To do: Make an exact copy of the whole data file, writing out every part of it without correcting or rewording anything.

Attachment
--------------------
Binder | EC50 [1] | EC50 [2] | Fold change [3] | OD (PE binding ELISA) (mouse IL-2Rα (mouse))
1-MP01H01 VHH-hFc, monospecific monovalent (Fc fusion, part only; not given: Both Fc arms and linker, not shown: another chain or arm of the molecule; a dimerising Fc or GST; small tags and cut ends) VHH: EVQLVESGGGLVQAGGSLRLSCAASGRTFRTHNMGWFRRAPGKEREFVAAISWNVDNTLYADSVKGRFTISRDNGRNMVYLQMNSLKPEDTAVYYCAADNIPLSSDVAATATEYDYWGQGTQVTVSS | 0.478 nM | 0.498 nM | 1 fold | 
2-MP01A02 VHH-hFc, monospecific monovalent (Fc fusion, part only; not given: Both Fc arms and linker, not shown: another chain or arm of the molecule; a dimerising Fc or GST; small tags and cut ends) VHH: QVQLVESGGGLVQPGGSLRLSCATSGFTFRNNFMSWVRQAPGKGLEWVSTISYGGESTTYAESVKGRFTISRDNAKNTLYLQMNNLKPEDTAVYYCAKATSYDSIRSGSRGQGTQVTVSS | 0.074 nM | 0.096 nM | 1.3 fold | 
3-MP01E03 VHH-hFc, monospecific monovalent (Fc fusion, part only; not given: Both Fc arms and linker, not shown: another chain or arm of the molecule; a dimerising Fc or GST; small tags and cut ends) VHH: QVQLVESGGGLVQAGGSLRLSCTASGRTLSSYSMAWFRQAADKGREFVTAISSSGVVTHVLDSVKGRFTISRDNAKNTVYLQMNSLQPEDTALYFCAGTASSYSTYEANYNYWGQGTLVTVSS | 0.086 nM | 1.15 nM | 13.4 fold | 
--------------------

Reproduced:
Binder | EC50 [1] | EC50 [2] | Fold change [3] | OD (PE binding ELISA) (mouse IL-2Rα (mouse))
1-MP01H01 VHH-hFc, monospecific monovalent (Fc fusion, part only; not given: Both Fc arms and linker, not shown: another chain or arm of the molecule; a dimerising Fc or GST; small tags and cut ends) VHH: EVQLVESGGGLVQAGGSLRLSCAASGRTFRTHNMGWFRRAPGKEREFVAAISWNVDNTLYADSVKGRFTISRDNGRNMVYLQMNSLKPEDTAVYYCAADNIPLSSDVAATATEYDYWGQGTQVTVSS | 0.478 nM | 0.498 nM | 1 fold | 
2-MP01A02 VHH-hFc, monospecific monovalent (Fc fusion, part only; not given: Both Fc arms and linker, not shown: another chain or arm of the molecule; a dimerising Fc or GST; small tags and cut ends) VHH: QVQLVESGGGLVQPGGSLRLSCATSGFTFRNNFMSWVRQAPGKGLEWVSTISYGGESTTYAESVKGRFTISRDNAKNTLYLQMNNLKPEDTAVYYCAKATSYDSIRSGSRGQGTQVTVSS | 0.074 nM | 0.096 nM | 1.3 fold | 
3-MP01E03 VHH-hFc, monospecific monovalent (Fc fusion, part only; not given: Both Fc arms and linker, not shown: another chain or arm of the molecule; a dimerising Fc or GST; small tags and cut ends) VHH: QVQLVESGGGLVQAGGSLRLSCTASGRTLSSYSMAWFRQAADKGREFVTAISSSGVVTHVLDSVKGRFTISRDNAKNTVYLQMNSLQPEDTALYFCAGTASSYSTYEANYNYWGQGTLVTVSS | 0.086 nM | 1.15 nM | 13.4 fold | 